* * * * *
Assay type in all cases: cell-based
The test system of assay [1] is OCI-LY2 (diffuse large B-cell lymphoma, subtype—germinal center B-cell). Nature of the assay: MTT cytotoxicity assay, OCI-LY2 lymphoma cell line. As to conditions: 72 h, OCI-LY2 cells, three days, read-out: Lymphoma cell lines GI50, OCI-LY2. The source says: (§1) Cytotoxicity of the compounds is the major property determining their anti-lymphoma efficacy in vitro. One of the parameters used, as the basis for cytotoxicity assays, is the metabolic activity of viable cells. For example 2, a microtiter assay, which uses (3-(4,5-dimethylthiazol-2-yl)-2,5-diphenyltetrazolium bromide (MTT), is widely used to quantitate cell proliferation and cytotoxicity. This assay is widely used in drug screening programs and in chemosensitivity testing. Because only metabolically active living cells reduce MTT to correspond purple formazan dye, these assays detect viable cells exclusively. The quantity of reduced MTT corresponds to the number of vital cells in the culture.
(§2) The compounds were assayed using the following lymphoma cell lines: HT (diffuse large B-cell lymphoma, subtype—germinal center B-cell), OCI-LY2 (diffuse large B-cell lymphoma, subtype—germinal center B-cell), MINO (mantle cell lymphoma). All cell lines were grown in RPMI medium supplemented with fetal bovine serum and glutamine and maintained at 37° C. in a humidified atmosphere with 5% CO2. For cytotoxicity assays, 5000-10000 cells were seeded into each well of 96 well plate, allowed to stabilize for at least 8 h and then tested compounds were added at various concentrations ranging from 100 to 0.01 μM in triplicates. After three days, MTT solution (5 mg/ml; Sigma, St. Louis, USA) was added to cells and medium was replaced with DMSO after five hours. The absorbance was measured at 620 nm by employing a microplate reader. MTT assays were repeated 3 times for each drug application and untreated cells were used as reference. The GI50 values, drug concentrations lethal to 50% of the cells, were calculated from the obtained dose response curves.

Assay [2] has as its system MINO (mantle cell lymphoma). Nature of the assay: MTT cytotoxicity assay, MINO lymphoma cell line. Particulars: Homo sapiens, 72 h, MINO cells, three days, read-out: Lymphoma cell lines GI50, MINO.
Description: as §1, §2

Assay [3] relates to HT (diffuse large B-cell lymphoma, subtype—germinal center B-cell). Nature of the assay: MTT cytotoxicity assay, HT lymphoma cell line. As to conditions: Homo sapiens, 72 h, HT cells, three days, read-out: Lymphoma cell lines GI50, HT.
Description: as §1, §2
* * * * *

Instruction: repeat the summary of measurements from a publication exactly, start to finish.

Assay type in all cases: cell-based
The test system of assay [1] is OCI-LY2 (diffuse large B-cell lymphoma, subtype—germinal center B-cell). Nature of the assay: MTT cytotoxicity assay, OCI-LY2 lymphoma cell line. As to conditions: 72 h, OCI-LY2 cells, three days, read-out: Lymphoma cell lines GI50, OCI-LY2. The source says: (§1) Cytotoxicity of the compounds is the major property determining their anti-lymphoma efficacy in vitro. One of the parameters used, as the basis for cytotoxicity assays, is the metabolic activity of viable cells. For example 2, a microtiter assay, which uses (3-(4,5-dimethylthiazol-2-yl)-2,5-diphenyltetrazolium bromide (MTT), is widely used to quantitate cell proliferation and cytotoxicity. This assay is widely used in drug screening programs and in chemosensitivity testing. Because only metabolically active living cells reduce MTT to correspond purple formazan dye, these assays detect viable cells exclusively. The quantity of reduced MTT corresponds to the number of vital cells in the culture.
(§2) The compounds were assayed using the following lymphoma cell lines: HT (diffuse large B-cell lymphoma, subtype—germinal center B-cell), OCI-LY2 (diffuse large B-cell lymphoma, subtype—germinal center B-cell), MINO (mantle cell lymphoma). All cell lines were grown in RPMI medium supplemented with fetal bovine serum and glutamine and maintained at 37° C. in a humidified atmosphere with 5% CO2. For cytotoxicity assays, 5000-10000 cells were seeded into each well of 96 well plate, allowed to stabilize for at least 8 h and then tested compounds were added at various concentrations ranging from 100 to 0.01 μM in triplicates. After three days, MTT solution (5 mg/ml; Sigma, St. Louis, USA) was added to cells and medium was replaced with DMSO after five hours. The absorbance was measured at 620 nm by employing a microplate reader. MTT assays were repeated 3 times for each drug application and untreated cells were used as reference. The GI50 values, drug concentrations lethal to 50% of the cells, were calculated from the obtained dose response curves.

Assay [2] has as its system MINO (mantle cell lymphoma). Nature of the assay: MTT cytotoxicity assay, MINO lymphoma cell line. Particulars: Homo sapiens, 72 h, MINO cells, three days, read-out: Lymphoma cell lines GI50, MINO.
Description: as §1, §2

Assay [3] relates to HT (diffuse large B-cell lymphoma, subtype—germinal center B-cell). Nature of the assay: MTT cytotoxicity assay, HT lymphoma cell line. As to conditions: Homo sapiens, 72 h, HT cells, three days, read-out: Lymphoma cell lines GI50, HT.
Description: as §1, §2